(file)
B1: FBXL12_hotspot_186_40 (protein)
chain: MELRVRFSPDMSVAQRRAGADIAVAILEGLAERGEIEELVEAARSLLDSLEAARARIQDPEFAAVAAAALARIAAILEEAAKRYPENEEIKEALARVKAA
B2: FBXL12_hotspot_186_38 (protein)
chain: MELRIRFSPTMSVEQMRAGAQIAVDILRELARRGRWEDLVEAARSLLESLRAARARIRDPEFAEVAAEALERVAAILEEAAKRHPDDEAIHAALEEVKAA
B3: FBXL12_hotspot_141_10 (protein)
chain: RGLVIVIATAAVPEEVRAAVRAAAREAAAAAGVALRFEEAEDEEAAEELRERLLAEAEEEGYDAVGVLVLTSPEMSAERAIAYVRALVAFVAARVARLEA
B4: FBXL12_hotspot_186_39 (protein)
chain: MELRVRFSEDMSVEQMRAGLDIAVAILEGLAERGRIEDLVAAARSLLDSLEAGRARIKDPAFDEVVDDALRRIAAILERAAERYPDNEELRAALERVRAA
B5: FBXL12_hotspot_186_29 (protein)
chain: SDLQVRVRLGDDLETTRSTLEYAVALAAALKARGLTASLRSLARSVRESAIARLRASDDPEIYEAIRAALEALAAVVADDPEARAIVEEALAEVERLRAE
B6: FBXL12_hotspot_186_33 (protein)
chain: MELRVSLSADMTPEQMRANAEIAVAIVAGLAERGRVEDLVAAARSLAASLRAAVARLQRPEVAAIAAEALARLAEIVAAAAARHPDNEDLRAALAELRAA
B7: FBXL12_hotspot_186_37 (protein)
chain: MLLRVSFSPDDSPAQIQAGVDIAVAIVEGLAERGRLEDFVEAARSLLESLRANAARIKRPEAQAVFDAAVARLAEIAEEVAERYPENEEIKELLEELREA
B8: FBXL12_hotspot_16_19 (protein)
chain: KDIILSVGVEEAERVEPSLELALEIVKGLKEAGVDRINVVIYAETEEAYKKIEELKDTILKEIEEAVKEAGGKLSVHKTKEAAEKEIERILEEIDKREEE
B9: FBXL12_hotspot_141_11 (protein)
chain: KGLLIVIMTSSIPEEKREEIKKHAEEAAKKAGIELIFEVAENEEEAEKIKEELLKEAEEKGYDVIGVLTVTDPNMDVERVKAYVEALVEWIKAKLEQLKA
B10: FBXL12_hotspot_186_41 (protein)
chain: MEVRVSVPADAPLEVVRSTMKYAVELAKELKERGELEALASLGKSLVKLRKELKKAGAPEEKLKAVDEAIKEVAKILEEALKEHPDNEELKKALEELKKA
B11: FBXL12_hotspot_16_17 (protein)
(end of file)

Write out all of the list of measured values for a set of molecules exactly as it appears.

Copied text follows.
B1: FBXL12_hotspot_186_40 (protein)
chain: MELRVRFSPDMSVAQRRAGADIAVAILEGLAERGEIEELVEAARSLLDSLEAARARIQDPEFAAVAAAALARIAAILEEAAKRYPENEEIKEALARVKAA
B2: FBXL12_hotspot_186_38 (protein)
chain: MELRIRFSPTMSVEQMRAGAQIAVDILRELARRGRWEDLVEAARSLLESLRAARARIRDPEFAEVAAEALERVAAILEEAAKRHPDDEAIHAALEEVKAA
B3: FBXL12_hotspot_141_10 (protein)
chain: RGLVIVIATAAVPEEVRAAVRAAAREAAAAAGVALRFEEAEDEEAAEELRERLLAEAEEEGYDAVGVLVLTSPEMSAERAIAYVRALVAFVAARVARLEA
B4: FBXL12_hotspot_186_39 (protein)
chain: MELRVRFSEDMSVEQMRAGLDIAVAILEGLAERGRIEDLVAAARSLLDSLEAGRARIKDPAFDEVVDDALRRIAAILERAAERYPDNEELRAALERVRAA
B5: FBXL12_hotspot_186_29 (protein)
chain: SDLQVRVRLGDDLETTRSTLEYAVALAAALKARGLTASLRSLARSVRESAIARLRASDDPEIYEAIRAALEALAAVVADDPEARAIVEEALAEVERLRAE
B6: FBXL12_hotspot_186_33 (protein)
chain: MELRVSLSADMTPEQMRANAEIAVAIVAGLAERGRVEDLVAAARSLAASLRAAVARLQRPEVAAIAAEALARLAEIVAAAAARHPDNEDLRAALAELRAA
B7: FBXL12_hotspot_186_37 (protein)
chain: MLLRVSFSPDDSPAQIQAGVDIAVAIVEGLAERGRLEDFVEAARSLLESLRANAARIKRPEAQAVFDAAVARLAEIAEEVAERYPENEEIKELLEELREA
B8: FBXL12_hotspot_16_19 (protein)
chain: KDIILSVGVEEAERVEPSLELALEIVKGLKEAGVDRINVVIYAETEEAYKKIEELKDTILKEIEEAVKEAGGKLSVHKTKEAAEKEIERILEEIDKREEE
B9: FBXL12_hotspot_141_11 (protein)
chain: KGLLIVIMTSSIPEEKREEIKKHAEEAAKKAGIELIFEVAENEEEAEKIKEELLKEAEEKGYDVIGVLTVTDPNMDVERVKAYVEALVEWIKAKLEQLKA
B10: FBXL12_hotspot_186_41 (protein)
chain: MEVRVSVPADAPLEVVRSTMKYAVELAKELKERGELEALASLGKSLVKLRKELKKAGAPEEKLKAVDEAIKEVAKILEEALKEHPDNEELKKALEELKKA
B11: FBXL12_hotspot_16_17 (protein)